St. Patrick's Home, Ottawa, Ontario
St. Patrick's was founded two years before Confederation is now one of the oldest homes for the aged in Ontario. One December 17, 1865, a meeting of the Association of Members of St. Patrick's church took place in the Parish Hall to consider establishing a House of Refuge for Irish poor. It was unanimously accepted that it would be called St. Patrick's Orphanage and Asylum.
The first act of a newly appointed council, entrusted with the governance of this institution was to rent a house on Church Street. The Grey Sisters of the Cross were approached to manage and provide the required care for ten children and four elderly persons who moved into the Home.
In 1866, an act of Parliament was passed, incorporating the Home to carry on this work for the people in the Archdiocese of Ottawa. A larger building was rented to meet the growing need at the St. Patrick's Home. Also in that same year the first Ladies' Auxiliary in Ontario was formed.
In 1871, land was purchased at the corner of Laurier Avenue and Kent Street to build a permanent and more suitable accommodation. The new building was completed in May 1893, accommodating thirty six girls, thirty boys and nineteen elderly persons.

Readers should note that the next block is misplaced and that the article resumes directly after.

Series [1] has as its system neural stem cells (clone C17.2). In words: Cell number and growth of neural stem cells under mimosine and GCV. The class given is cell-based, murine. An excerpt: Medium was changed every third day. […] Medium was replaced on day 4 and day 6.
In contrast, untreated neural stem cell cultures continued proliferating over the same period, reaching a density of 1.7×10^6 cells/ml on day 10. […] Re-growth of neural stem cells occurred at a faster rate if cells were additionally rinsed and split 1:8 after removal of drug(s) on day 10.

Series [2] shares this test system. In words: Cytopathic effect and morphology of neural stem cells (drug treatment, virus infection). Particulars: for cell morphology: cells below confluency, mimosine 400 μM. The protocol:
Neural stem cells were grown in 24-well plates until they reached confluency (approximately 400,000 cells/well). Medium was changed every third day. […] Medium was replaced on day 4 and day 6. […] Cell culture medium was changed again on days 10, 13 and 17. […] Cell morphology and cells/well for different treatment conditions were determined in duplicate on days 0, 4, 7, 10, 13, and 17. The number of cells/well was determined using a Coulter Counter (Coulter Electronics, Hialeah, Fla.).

In earlier days St. Patrick's relied very heavily on donations. Operations were subsidized by bequests and a good portion of the food supply was donated by local farmers. Young men traveled from farm to farm until their buggies were full. Poor helping the poor!
In 1887 a few acres of land was acquired by the Rideau River and a children's summer home was built. In years to come this land would be expropriated and replaced with the land upon which the present home is situated.
In 1926, the Grey Sisters of the Cross passed the operation of the Home to the newly established Grey sisters of the Immaculate Conception and in 1933 the name was changed to St. Patrick's Home of Ottawa. Ownership was transferred to the Grey Sisters in 1952. In the 1950's care of orphans was phased out.
On June 6, 1964, seventy residents were transferred to a new and modern Home located on Riverside Drive. The old facility at Laurier Avenue and Kent Street was demolished.
Two orphaned children with a Grey Sister of the Cross
The St. Patrick's Orphanage and Asylum - Church Street Ottawa
The woman's ward in the Laurier Avenue and Kent Street facility 1909
The woman's dining room in the Laurier Avenue and Kent Street facility 1909
The men's sitting room in the Laurier Avenue and Kent Street facility 1909